On social, we have a mega challenge, which is the digital divide among people and SMEs. Government, banks and investors could channel funds to digitize and provide incentives for business to digitize.

Oil prices have dropped significantly during the crisis, which some have described as a climate stress test for the banking sector. How has that impacted your fossil fuel investments?

We have to look at the medium term. Obviously in the short term you have to look at how it will affect the nonperforming loans, but in the medium term the crisis has put on the table that there are some activities that will be stressed.

We are totally convinced that despite the crisis the pressure for climate will come back again in a few months. Is there anybody out there who believes that any supervisor will not take into account this risk after the pandemic? Or will they put even more pressure because the risk is evident that these kind of physical shocks are possible? Is there anybody who doubts that investors will have to see how to manage this climate risk in their portfolios once they see how they can be affected by crisis?

The pressure there will be even greater. Our strategy is to align our lending portfolios with the Paris Agreement. We are members of the Katowice agreement along with ING Groep NV, BNP Paribas SA, Standard Chartered PLC and Société Générale SA. We are working with them and [the 2 Degrees Investing Initiative, a think tank,] to develop a methodology and metrics to set targets in all our sectors. One of them obviously is oil and gas. We plan to set targets in key sectors by the end of this year. We will see how to align our activity in this sector. We want the right balance between the different technologies used in oil and gas. It's different whether it's upstream or downstream and has to be considered very carefully.

What reputational risks are there in remaining in fossil fuels?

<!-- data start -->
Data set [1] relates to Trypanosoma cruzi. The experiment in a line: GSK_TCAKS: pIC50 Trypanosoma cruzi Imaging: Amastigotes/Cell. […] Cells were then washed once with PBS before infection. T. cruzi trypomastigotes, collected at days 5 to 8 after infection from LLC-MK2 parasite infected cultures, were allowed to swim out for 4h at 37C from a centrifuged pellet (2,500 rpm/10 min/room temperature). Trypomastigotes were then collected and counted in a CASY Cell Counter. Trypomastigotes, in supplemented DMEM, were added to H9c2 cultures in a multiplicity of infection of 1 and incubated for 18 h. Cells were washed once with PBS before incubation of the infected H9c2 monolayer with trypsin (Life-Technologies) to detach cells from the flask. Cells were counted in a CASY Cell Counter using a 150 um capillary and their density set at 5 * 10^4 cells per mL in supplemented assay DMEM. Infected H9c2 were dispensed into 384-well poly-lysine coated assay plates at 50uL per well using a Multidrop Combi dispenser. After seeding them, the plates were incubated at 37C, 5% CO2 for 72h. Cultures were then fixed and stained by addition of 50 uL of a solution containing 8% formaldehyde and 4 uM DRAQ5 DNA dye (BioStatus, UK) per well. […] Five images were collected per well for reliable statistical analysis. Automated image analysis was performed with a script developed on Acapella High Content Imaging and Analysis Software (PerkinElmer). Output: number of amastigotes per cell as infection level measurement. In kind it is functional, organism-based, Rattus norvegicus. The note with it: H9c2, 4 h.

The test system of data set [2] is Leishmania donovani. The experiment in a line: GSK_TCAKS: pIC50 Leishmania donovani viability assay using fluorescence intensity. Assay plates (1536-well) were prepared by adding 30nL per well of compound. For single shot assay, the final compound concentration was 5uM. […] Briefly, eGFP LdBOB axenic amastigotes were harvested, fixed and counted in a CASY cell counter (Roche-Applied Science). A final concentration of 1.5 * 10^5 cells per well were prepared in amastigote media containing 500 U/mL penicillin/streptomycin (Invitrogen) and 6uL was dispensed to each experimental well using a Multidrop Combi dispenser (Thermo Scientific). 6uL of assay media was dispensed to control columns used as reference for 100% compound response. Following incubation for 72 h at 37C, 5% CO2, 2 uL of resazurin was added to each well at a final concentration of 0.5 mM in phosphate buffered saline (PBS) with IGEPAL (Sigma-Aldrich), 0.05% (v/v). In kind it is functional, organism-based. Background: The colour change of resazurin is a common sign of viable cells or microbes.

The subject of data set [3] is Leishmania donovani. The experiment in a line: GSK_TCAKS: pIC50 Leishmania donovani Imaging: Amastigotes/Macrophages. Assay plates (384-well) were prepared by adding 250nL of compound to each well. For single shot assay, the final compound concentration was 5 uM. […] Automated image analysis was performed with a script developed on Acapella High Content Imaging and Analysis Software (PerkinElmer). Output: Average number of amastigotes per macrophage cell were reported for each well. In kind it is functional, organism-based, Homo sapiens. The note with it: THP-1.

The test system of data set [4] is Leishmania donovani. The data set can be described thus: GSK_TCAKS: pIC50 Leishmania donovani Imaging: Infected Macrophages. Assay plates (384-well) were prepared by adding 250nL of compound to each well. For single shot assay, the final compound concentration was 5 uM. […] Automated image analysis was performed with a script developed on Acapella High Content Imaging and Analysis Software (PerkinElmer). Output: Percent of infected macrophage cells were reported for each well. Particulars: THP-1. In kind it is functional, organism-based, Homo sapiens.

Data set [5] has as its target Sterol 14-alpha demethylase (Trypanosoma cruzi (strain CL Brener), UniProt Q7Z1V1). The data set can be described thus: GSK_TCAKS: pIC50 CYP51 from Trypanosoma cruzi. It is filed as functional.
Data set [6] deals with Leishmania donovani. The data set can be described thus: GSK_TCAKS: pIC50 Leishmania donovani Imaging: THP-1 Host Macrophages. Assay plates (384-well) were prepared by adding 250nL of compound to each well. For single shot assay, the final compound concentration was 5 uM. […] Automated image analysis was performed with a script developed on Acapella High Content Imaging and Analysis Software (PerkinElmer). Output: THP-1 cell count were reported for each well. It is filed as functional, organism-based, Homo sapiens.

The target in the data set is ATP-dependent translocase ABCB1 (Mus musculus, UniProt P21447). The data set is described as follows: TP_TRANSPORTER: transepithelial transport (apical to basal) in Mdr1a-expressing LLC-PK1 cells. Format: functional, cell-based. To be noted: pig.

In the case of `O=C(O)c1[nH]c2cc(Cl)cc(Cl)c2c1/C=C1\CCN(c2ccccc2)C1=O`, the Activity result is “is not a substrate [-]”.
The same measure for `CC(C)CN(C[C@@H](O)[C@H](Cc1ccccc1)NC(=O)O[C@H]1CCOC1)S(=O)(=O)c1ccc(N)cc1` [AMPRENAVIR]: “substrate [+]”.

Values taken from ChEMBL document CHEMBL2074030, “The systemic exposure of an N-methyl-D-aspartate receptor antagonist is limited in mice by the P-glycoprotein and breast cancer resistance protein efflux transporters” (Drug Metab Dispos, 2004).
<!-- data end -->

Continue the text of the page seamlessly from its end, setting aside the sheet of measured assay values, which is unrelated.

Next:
The pressure will be there from certain groups. If you use the sustainable development scenario from the International Energy Agency, considered aligned with the Paris Agreement, you see a trend in the medium term. You cannot expect to reduce your weight in three months — you need to make this shift in a few years. The point is to have the right target and make an annual assessment on how you are performing in accordance with the target and we think this is the best approach, [rather] than saying 'let's divest from tomorrow.' All banks should have this pathway to align and help our clients transition.

Data has been a huge challenge in assessing climate risk for banks. What kind of improvements have you seen?

This is a huge challenge and there are a lot of noise and initiatives there. In Europe, there is a specific consultation on the nonfinancial reporting directive. We think that it should apply to more companies and it should integrate better data. This is a critical milestone. We need comparability, we need access to data from our clients, and we need some synchronicity and better coordination among different supervisors.

We cannot expect banks [to disclose] information about climate risk of their portfolios if our corporates, our clients, don't report. We have to have a step-by-step approach, focusing on corporates and sectors, and in time amplify the scope. The data gap is a critical issue for risk management.

READ MORE: Read interviews with sustainability leaders at Barclays in the U.K. and BNP Paribas in France. Listen to interviews with ESG executives from JPMorgan Chase, the largest U.S. lender, and DBS, Southeast Asia's biggest bank. Sign up for our weekly ESG newsletter here, and read our latest coverage of environmental, social and governance issues here.